Roberto Aguirre-Sacasa and Ross Maxwell co-write, sending off of “Sabrina”’s first season, with a deus ex machine of an episode where Michelle Gomez decides she’s been waiting too long for Kiernan Shipka to embrace the Dark Lord and it’s time to get drastic about things. If Gomez can’t sabotage Shipka’s friendships with mortals—in addition to the big action, Shipka also reconciles (enough) with boyfriend Ross Lynch and other friends Jaz Sinclair and Lachlan Watson embrace her immediately upon the big “I’m a Witch” conversation in the high school bathroom.
Incidentally, I don’t think the show’s writers know how to deal with telephones in general. Sinclair and Watson tell Shipka they’ve been calling her all weekend and apparently Shipka just hasn’t been answering… but they’d have to answer the phone at the house because it’s a mortuary and a business. Sure, they eat the bodies in the closed caskets, but it’s still a business.
Anyway, it’s a telling oversight. Same goes for astral projection, which was a huge no no in the first or second episode but now is literally how the witches check in with one another because they don’t have cellphones. Astral projection is the texting of “Sabrina” world.
Gomez brings back thirteen witches to destroy the town; the sequence where she brings them back is the only good use of the digital Vaseline filter in iMovie the series has done (and, sadly, not in all the shots), but it works because Gomez is flipping amazing in the scene. Just awesome.
So the witches are going to protect themselves and let the ghost witches eat the townsfolk and Shipka, along with Lucy Davis, Miranda Otto, and Chance Perdomo all decide they’re not going to let the mortals die, causing a rift between various parties. But the scene where Otto decides to play hero is pretty great. And Davis has some very nice stuff this episode, particularly with boss slash love interest Alessandro Juliani, who has been around for a while on the show but hasn’t made much impression apparently because I thought he was Taika Waititi.
Doesn’t matter. Nice stuff this episode.
Lynch and romantic rival Gavin Leatherwood team up to protect Lynch’s drunk-ass dad, while Sinclair and Watson protect Sinclair’s grandmother, L. Scott Caldwell, from the ghost witch attack. Throw in Shipka’s turn to the Dark Side of the Force—relatively speaking—Zelda kidnapping one of Richard Coyle’s newborns, Perdomo joining Coyle’s Jordan Peterson-esque like cult of male students, not to mention Gomez’s big reveal where she lays it all out to her captive audience.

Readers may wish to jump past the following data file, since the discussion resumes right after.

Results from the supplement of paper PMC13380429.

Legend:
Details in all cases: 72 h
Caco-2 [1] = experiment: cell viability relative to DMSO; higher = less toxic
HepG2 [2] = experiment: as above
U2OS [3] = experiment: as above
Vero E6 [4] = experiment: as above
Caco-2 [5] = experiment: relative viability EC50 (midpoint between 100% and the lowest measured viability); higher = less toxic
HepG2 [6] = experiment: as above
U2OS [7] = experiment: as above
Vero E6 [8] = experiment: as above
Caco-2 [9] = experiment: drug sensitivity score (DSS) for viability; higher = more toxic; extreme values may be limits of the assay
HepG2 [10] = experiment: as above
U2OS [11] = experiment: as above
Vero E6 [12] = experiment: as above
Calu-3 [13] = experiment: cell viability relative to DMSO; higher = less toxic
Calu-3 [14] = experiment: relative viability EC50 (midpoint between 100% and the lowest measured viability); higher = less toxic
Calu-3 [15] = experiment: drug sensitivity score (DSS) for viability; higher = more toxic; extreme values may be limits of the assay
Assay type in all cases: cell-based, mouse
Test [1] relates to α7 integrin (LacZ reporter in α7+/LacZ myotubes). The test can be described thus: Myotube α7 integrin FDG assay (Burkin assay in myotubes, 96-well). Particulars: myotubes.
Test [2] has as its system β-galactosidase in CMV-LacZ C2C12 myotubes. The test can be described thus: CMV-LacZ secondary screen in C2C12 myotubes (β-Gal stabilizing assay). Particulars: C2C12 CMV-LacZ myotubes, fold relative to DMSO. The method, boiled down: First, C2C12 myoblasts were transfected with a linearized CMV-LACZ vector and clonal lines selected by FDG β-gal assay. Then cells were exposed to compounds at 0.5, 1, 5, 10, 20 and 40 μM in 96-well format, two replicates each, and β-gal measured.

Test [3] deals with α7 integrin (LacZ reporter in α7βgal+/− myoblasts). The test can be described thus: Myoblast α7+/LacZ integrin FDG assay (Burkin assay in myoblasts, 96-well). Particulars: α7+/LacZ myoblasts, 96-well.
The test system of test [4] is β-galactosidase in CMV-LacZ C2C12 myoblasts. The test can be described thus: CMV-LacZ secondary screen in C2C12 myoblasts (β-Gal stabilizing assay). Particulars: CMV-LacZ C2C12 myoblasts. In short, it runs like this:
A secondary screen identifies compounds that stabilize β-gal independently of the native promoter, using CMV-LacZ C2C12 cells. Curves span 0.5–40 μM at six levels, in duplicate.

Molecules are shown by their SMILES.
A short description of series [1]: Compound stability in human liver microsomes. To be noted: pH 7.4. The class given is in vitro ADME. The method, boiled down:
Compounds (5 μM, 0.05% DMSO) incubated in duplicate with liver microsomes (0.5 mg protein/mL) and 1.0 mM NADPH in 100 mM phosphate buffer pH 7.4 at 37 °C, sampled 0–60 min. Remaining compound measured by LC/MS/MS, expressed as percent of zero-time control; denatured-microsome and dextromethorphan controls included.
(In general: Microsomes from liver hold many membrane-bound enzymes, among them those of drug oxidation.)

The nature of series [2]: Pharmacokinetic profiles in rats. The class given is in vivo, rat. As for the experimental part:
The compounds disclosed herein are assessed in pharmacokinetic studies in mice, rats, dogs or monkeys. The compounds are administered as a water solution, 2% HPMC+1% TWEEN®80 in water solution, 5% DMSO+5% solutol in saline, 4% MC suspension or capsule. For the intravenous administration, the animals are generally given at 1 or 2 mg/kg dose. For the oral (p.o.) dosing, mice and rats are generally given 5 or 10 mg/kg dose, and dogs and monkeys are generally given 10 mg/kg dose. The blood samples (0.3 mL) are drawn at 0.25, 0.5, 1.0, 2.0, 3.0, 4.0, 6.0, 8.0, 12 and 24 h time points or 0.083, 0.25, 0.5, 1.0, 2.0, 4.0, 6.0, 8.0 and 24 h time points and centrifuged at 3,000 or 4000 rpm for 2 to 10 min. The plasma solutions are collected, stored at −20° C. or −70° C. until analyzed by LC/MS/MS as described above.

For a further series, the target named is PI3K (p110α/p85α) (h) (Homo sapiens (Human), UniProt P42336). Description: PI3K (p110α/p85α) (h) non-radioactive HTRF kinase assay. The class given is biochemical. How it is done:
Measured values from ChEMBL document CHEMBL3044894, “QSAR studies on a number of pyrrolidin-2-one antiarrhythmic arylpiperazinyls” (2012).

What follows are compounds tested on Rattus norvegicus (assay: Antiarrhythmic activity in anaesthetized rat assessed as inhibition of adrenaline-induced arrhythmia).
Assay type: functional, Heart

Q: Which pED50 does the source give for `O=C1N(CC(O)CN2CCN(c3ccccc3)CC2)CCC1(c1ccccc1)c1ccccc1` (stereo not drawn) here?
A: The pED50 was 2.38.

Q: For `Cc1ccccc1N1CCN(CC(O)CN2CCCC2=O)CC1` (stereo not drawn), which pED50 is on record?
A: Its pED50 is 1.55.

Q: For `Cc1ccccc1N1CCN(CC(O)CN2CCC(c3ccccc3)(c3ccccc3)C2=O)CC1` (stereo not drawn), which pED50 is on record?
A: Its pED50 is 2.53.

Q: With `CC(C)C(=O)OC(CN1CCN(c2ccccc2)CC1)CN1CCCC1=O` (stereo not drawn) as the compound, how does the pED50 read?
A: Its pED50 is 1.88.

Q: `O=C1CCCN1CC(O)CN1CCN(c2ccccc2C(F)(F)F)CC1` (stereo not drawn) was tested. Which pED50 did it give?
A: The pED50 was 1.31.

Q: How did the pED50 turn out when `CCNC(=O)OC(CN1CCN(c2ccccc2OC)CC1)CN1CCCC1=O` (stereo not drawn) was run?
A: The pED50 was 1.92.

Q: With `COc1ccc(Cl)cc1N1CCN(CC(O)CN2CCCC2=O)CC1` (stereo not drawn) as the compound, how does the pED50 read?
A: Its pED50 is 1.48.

Literally captive audience; she narratives the episode, from the beginning, like every episode is some tale she’s telling to her listener. As the episode progresses, we find out more and more about the listener, but we’re all in it together. Fantastic finish, fully delivering on all the promises of Gomez’s character throughout the season, including expectations from the comic. It’s very good.
In fact, everything’s so good it makes up for Shipka’s wanting arc. Once she gets the proverbial Force Lightning, she stops being the protagonist and becomes the subject of the show. Not a great place for the next season setup, though maybe it’d work better if they hadn’t wasted a couple minutes flashing back through the entire season when Shipka’s got to make her big choice. Instead of let her act the season, they let the clips do it for her. Not a good move.
But otherwise a successful end to a very successful season. Though I do hope they get Shipka back as show lead next season. They didn’t take it away from her—turning it into an ensemble—until the very end of the episode, but they’ve been moving in that direction for a while now. Fingers crossed for next season.